|Date:||April 5th, 2010 10:48 pm (UTC)|| |
Now why would you wanna let anybody from Greenfield out into the big, wide world?
RELEASE THE FRANKLIN COUNTY
I have that poster! We have it on the wall in our apartment (um, in Boston) to confuse people. It is marvelous. I think a lot of the subway actually follows the bus routes - I assume that's the basis for it, anyway. But I agree with all of your additions!
We bought the poster in Northampton, actually, at Faces. I'm tempted to get another copy and make The Derspatchel Edition.
Oh good, I'm glad other people who know the area have seen and nitpicked that map. What perplexes me is wondering where the Amherst College station is that it's three stops east of Pleasant Street? Where on earth are those two intervening stops? A stop at each of the fancy blinking crosswalks? And not going north from UMass is indeed daft. It's probably the heaviest corridor in the bus system.
Oh, yeah, 116 is criminally underrepresented. Could probably run a North Amherst line right up there, with a spur to Cushman, meeting with the Orange Line and terminating at the Sunderland stop (which by now will exist as Sunderland couldn't ignore how high the property values would soar with so much of a line on their main artery.)
I figured the Amherst College extension would go under Route 9 by Valentine Hall or something. It's a ways down from the common but not yet by the Amtrak overpass.
Oh, and given the needed platform alignments and such, that combined Red/Blue station under Amherst would be a under-common cluster of amazing proportions. Or one big connector like the one from Park Street to Downtown Crossing.
Yeah, Valentine is the obvious stop, I think. Alternatives could be down by the gym or by the power plant, near the campus police.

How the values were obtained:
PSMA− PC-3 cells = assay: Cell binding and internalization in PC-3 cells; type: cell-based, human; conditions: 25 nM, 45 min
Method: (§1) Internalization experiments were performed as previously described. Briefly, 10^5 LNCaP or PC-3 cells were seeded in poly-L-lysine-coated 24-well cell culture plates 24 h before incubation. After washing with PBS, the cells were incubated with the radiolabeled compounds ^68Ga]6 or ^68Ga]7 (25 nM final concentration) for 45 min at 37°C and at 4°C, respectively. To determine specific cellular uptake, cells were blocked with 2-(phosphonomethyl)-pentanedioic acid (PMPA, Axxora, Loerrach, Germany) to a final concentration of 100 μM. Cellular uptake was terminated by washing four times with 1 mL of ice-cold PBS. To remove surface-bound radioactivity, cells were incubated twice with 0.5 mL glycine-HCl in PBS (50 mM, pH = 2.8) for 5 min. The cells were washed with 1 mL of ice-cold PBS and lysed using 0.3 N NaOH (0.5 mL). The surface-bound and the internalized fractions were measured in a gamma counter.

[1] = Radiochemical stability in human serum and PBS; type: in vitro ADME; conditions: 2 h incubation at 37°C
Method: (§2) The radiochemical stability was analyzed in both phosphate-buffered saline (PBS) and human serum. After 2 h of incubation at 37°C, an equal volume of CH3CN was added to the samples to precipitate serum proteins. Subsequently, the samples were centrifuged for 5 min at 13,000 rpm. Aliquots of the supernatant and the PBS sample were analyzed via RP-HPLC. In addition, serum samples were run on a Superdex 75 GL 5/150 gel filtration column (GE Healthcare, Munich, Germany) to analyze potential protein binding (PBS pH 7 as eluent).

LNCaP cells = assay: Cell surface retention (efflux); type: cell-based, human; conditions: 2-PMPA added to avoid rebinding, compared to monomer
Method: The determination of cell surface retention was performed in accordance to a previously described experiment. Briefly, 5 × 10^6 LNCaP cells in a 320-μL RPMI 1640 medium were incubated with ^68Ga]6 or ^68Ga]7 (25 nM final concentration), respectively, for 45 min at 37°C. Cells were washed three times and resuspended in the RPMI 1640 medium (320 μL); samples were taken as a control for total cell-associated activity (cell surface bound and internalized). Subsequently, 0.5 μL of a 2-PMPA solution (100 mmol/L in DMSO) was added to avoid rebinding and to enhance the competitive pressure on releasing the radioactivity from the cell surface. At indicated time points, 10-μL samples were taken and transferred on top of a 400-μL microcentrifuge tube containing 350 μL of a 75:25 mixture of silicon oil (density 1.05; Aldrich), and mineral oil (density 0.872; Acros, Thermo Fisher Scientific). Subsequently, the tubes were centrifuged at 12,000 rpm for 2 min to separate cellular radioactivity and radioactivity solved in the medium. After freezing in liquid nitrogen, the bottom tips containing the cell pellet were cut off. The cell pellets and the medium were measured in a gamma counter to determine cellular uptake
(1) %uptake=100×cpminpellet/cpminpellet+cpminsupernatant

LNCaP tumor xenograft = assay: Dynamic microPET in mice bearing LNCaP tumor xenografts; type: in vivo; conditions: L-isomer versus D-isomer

The stop in Whately amuses the hell out of me, given that the town isn't even represented by a zip code distinct from South Deerfield. Where precisely where they put the Whately stop? Surely somewhere on 5 & 10, but not the Diner. Maybe at Christian Lane? Oh, wait
It has to be the diner! All diners need secret subway stops.
Real diners are something I miss now that I'm not in upstate New York. Most diners in Eastern Mass are crappy luncheonettes. The Whately is real, and worth the drive to see the truckers go at the goths.
EAT GREATLY AT THE WHATELY
I'd say the Whately stop would be at the Diner. The trains would probably follow 91 from North Hatfield on up, and it would be a logical commuter hub. Sugarloaf is listed as a stop so I guess it'd veer towards the mountain from the diner, then up into the small center of Deerfield proper. There it could terminate, or go a little further up to Yank-Me Candle. Probably wouldn't want to do any major construction near Historic Deerfield, though.
Of course, I wonder how much of this project could ever really come to fruition since there's so much wetlands all around. Then again, if the Fish & Wildlife Dept can have its regional headquarters on protected wetlands...
This would have made life so much easier! I especially could have used the Easthampton-to-Amherst College connection!